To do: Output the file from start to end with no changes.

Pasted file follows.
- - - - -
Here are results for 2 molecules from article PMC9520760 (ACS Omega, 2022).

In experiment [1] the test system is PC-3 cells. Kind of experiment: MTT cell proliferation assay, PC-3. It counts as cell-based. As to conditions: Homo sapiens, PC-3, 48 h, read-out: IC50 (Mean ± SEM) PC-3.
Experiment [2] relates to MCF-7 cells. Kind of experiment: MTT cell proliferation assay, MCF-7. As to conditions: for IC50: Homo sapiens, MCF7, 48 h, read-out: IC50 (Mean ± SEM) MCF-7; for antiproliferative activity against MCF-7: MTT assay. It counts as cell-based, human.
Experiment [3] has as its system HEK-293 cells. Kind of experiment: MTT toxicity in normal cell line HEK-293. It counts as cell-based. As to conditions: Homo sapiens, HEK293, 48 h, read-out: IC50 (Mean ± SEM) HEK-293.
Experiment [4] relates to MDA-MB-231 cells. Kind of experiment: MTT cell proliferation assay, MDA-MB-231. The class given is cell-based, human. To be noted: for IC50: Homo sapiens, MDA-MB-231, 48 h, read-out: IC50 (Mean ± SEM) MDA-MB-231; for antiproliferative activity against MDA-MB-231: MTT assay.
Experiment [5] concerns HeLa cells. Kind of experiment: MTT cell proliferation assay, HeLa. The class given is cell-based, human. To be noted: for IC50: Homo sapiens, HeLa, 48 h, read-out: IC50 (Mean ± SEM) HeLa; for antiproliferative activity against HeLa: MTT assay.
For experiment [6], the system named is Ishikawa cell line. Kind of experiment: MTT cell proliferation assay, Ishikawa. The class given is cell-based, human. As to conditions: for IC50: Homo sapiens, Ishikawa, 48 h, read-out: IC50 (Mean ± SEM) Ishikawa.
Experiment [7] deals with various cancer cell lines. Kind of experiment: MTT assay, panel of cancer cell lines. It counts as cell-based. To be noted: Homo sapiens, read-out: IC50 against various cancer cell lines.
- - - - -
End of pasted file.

Here are results for 2 molecules from article PMC9520760 (ACS Omega, 2022).

In experiment [1] the test system is PC-3 cells. Kind of experiment: MTT cell proliferation assay, PC-3. It counts as cell-based. As to conditions: Homo sapiens, PC-3, 48 h, read-out: IC50 (Mean ± SEM) PC-3.
Experiment [2] relates to MCF-7 cells. Kind of experiment: MTT cell proliferation assay, MCF-7. As to conditions: for IC50: Homo sapiens, MCF7, 48 h, read-out: IC50 (Mean ± SEM) MCF-7; for antiproliferative activity against MCF-7: MTT assay. It counts as cell-based, human.
Experiment [3] has as its system HEK-293 cells. Kind of experiment: MTT toxicity in normal cell line HEK-293. It counts as cell-based. As to conditions: Homo sapiens, HEK293, 48 h, read-out: IC50 (Mean ± SEM) HEK-293.
Experiment [4] relates to MDA-MB-231 cells. Kind of experiment: MTT cell proliferation assay, MDA-MB-231. The class given is cell-based, human. To be noted: for IC50: Homo sapiens, MDA-MB-231, 48 h, read-out: IC50 (Mean ± SEM) MDA-MB-231; for antiproliferative activity against MDA-MB-231: MTT assay.
Experiment [5] concerns HeLa cells. Kind of experiment: MTT cell proliferation assay, HeLa. The class given is cell-based, human. To be noted: for IC50: Homo sapiens, HeLa, 48 h, read-out: IC50 (Mean ± SEM) HeLa; for antiproliferative activity against HeLa: MTT assay.
For experiment [6], the system named is Ishikawa cell line. Kind of experiment: MTT cell proliferation assay, Ishikawa. The class given is cell-based, human. As to conditions: for IC50: Homo sapiens, Ishikawa, 48 h, read-out: IC50 (Mean ± SEM) Ishikawa.
Experiment [7] deals with various cancer cell lines. Kind of experiment: MTT assay, panel of cancer cell lines. It counts as cell-based. To be noted: Homo sapiens, read-out: IC50 against various cancer cell lines.